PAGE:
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Arthritis Rheum. 2008 Sep;58(9):2700-11. doi: 10.1002/art.23760.

Natural killer cell degeneration exacerbates experimental arthritis in mice via enhanced interleukin-17 production.

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Department of Pathology, Center of Infection and Immunology, University of Hong Kong, Hong Kong, China.



An altered phenotype and dysfunction of natural killer (NK) cells have been observed in patients with rheumatoid arthritis. The aim of this study was to determine whether dysregulated NK cells contribute to the pathogenesis of experimental arthritis.


For initiation of collagen-induced arthritis (CIA), DBA/1J mice were immunized with type II collagen in Freund's adjuvant. Control mice were immunized with adjuvant alone. NK cells from the blood, spleens, and bone marrow of immunized mice were analyzed by flow cytometry. Levels of interleukin-17 (IL-17) secretion and autoantibody production were measured by enzyme-linked immunosorbent assays. Immunized mice in which NK cells were depleted by anti-asialo G(M1) antibody treatment were assessed for the development of CIA. Moreover, sorting-purified NK cells from both mice with CIA and control mice were analyzed for cytokine gene expression.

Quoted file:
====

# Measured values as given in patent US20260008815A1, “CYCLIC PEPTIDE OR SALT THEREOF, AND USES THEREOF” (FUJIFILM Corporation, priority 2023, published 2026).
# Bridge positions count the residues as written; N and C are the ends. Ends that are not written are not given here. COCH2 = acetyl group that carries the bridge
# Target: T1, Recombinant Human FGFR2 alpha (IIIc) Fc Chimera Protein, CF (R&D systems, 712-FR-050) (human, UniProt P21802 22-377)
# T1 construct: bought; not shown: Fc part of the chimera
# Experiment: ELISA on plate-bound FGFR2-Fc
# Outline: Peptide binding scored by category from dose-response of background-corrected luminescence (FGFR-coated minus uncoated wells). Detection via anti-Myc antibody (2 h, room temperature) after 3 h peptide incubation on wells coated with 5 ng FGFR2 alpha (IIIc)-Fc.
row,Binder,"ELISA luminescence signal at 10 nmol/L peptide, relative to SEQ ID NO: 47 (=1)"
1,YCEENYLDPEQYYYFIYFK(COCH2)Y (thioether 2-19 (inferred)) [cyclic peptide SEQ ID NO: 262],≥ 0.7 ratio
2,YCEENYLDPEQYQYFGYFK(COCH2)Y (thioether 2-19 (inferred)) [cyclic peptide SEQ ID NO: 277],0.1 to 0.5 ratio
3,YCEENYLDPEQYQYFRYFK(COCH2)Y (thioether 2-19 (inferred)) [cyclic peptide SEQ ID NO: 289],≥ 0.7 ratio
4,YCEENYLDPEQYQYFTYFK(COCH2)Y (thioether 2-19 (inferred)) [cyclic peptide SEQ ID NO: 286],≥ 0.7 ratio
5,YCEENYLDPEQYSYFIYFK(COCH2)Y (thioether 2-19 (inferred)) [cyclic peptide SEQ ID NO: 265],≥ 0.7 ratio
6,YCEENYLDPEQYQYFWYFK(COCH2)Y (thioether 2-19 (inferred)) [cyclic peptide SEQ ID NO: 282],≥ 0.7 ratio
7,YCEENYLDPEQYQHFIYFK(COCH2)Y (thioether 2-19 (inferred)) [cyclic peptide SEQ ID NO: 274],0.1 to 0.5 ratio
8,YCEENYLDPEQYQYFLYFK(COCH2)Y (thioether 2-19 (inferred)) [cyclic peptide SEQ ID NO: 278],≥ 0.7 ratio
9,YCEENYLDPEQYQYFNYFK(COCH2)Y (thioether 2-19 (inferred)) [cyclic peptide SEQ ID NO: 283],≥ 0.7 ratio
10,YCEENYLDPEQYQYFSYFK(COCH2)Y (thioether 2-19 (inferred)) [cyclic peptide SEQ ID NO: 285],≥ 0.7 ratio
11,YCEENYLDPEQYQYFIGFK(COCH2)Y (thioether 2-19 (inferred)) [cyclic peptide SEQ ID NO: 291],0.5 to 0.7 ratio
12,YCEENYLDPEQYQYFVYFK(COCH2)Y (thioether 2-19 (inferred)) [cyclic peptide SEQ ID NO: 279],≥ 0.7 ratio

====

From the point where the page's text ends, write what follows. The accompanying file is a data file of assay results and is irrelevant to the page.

We observed markedly reduced frequencies of NK cells in the blood and spleens of mice with CIA compared with the frequencies in adjuvant-treated control mice. Upon NK cell depletion, immunized mice displayed an early onset of arthritis with more severe clinical symptoms, which correlated with increased plasma cell generation and autoantibody production. Moreover, a substantially increased number of IL-17-secreting cells in synovial tissue and more pronounced joint damage were observed. Freshly isolated NK cells from mice with CIA showed markedly reduced expression of interferon-gamma (IFNgamma). Furthermore, coculture of normal NK cells and CD4+ T cells revealed that NK cells strongly suppressed production of Th17 cells via their IFNgamma production.


These results suggest that NK cells play a protective role in the development of experimental arthritis, an effect that is possibly mediated by suppressing Th17 cell generation via IFNgamma production.

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